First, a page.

Figure 1 Innate and adaptive immune system.

2.1 Innate Immunity:

The key function of innate immunity is the rapid recruitment of immune cells to areas of infection and inflammation by means of production of cytokines and chemokines. Phagocytes (macrophages and neutrophils), dendritic cells, mast cells, basophils, eosinophils, natural killer (NK) cells, and innate lymphoid cells are an element of the innate immune system (Fig.1). Macrophages and neutrophils both have the same purpose: to engulf (phagocytosis) microorganisms and kill them via numerous bactericidal routes. Unlike neutrophils, which are short-lived cells, macrophages are long-lived cells that participate in phagocytosis and antigen presentation to T cells15. Dendritic cells phagocytose and act as APCs, initiating the adaptive immune system and serving as a vital link between innate and adaptive immune system. Natural killer cells are chief in the rejection of tumor and the elimination of virus-infected cells. NK cells are also a major generator of interferon gamma, a cytokine that aids in the mobilization of APCs and the establishment of efficient antiviral immunity16.


2.2 Adaptive Immunity:

The development of adaptive immunity is aided by the innate immune system's actions, which is critical when innate immunity is ineffective in eliminating infectious agents. The adaptive immune response's main functions are to recognize and identify certain "non-self" antigens from "self" antigens. The cells of adaptive immunity includes antigen-specific T cells, which are stimulated to proliferate through the action of APCs, and B cells (Fig.1), which alter into plasma cells to produce antibodies15.


2.3 T cells and APCs:

T cell that develops in the bone marrow from hematopoietic stem cells and migrates to the thymus. To detect a specific antigen, T cells need the help of APCs (typically dendritic cells, but sometimes macrophages, B cells, fibroblasts, and epithelial cells). On the surface of APCs, a protein complex known as the major histocompatibility complex (MHC) is expressed. T cells become activated when they come into contact with a digested APC and antigen and is displaying the correct antigen fragment (peptides) bound to its MHC molecule. T cell movement throughout the body (via the lymphatic system and blood stream) and their concentration (together with APCs) in lymph nodes improve the chances of the right T cell coming into touch with an APC carrying the proper peptide MHC complex. The TCR is stimulated by the MHC antigen complex, and T cells emit cytokines that assist to govern the immunological response. As a result of the antigen presentation process, T cells are stimulated to differentiate into either cytotoxic T cells (CD8 + cells) or T helper (Th) cells (CD4 + cells). CD8+ cytotoxic T cells are solely accountable for the decimation of infected cells with foreign agents such as viruses, including tumor cells that express antigens. They are triggered when their TCR has an interaction with a peptide bond on the MHC class I molecule. Effector cells are produced by the clonal proliferation of cytotoxic T cells, which release a substance that causes apoptosis of target cells. CD4+ Th cells are crucial in developing and optimizing the immune response. These cells have very little cytotoxic or phagocytic potential, hence they cannot destroy infected cells or remove pathogens directly. However, they “mediate” the immune response by directing other cells to carry out these functions and regulating the sort of immunological response that arises. TCR recognition of antigen bound to class II MHC molecules activates Th cells, which in turn activates APCs. The regulatory T cell (T reg), a subgroup of CD4+ T cells, also plays a function in immune response. T regulatory cells limit and inhibit immune responses, potentially regulating irrational responses to self-antigens and the development of autoimmune diseases.15,17.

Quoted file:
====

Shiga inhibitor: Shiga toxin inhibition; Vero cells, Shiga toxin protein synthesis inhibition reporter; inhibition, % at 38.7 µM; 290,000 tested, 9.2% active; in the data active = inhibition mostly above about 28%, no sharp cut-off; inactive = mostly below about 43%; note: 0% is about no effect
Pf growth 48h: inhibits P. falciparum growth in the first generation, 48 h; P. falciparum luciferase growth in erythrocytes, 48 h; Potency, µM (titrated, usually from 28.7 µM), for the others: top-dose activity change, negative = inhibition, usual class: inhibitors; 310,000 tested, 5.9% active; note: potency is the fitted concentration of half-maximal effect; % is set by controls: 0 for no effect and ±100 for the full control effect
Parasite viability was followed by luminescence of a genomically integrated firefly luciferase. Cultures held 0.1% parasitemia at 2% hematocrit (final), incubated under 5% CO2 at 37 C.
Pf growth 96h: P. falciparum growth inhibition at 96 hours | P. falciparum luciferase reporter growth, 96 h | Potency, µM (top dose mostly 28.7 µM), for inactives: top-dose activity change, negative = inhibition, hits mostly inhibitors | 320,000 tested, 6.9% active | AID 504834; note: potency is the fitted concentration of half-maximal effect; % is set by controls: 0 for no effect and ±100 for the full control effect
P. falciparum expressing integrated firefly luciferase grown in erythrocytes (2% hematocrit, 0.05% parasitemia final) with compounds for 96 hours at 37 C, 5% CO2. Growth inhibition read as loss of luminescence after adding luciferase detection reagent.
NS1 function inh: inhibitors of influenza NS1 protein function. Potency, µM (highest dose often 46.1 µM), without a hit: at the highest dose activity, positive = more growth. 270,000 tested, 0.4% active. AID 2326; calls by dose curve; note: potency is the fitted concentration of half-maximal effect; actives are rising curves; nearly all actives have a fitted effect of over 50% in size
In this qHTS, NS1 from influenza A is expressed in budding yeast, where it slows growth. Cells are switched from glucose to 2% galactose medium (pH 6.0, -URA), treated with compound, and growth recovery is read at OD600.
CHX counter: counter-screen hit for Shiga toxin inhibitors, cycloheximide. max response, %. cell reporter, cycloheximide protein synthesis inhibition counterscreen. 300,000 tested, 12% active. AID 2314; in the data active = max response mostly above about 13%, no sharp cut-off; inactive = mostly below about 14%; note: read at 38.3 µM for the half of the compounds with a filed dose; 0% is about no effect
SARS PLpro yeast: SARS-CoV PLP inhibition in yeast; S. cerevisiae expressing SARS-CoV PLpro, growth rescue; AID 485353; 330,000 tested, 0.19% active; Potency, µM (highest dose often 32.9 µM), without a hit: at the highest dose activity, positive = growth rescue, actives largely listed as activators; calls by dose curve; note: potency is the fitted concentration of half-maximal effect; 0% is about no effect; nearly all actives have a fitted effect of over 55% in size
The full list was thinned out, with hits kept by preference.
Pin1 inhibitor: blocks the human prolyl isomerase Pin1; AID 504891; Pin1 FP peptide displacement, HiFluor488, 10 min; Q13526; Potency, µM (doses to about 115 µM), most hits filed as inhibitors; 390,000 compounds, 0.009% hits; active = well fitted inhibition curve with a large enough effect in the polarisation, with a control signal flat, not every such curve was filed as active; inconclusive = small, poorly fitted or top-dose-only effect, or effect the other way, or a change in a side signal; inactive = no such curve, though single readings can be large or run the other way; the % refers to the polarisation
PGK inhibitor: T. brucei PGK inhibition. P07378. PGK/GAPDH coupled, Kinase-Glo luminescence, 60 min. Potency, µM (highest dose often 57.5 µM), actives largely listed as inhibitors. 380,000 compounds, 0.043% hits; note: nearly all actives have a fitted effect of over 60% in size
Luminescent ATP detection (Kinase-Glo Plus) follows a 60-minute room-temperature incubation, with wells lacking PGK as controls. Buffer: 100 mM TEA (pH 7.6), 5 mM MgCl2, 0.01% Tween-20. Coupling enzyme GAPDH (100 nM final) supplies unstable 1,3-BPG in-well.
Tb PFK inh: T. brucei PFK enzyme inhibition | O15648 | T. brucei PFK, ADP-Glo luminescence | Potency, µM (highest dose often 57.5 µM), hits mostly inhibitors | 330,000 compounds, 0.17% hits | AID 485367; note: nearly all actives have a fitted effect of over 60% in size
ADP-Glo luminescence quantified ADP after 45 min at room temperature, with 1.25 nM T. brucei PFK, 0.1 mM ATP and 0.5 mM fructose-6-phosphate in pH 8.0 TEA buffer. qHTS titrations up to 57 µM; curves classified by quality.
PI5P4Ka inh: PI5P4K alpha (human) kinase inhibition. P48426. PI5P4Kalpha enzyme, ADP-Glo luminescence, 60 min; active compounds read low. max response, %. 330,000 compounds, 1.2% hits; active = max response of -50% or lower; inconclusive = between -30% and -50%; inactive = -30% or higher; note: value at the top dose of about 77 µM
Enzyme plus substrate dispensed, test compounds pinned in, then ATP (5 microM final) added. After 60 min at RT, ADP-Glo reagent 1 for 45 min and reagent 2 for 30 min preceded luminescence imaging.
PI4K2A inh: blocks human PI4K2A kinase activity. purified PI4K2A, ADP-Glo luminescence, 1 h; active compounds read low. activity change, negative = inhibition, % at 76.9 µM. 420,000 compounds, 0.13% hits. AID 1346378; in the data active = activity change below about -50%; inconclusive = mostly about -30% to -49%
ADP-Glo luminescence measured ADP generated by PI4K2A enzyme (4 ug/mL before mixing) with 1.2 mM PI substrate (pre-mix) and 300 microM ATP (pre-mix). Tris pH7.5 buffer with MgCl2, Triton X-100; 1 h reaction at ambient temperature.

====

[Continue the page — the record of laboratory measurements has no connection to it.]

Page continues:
2.4. B cells:

B cells originate from hematopoietic stem cells in the bone marrow and leave with either a unique antigen-binding receptor on their membrane after maturation. Unlike T cells, B cells can detect antigens without any need for APCs even though they have unique antibodies on their cell surface. The generation of antibodies against foreign antigens is the main purpose of the B cell. B cells multiply and mature into antibody-secreting plasma cells or memory B cells when they are stimulated by foreign antigens for which they contain an antigen specific receptor. Memory B cells are “long-lived” survivors of previous infections, retaining antigen-binding receptor expression. These cells can be triggered to produce antibodies and eliminate antigen upon re-exposure15,16.


3. mRNA Vaccines: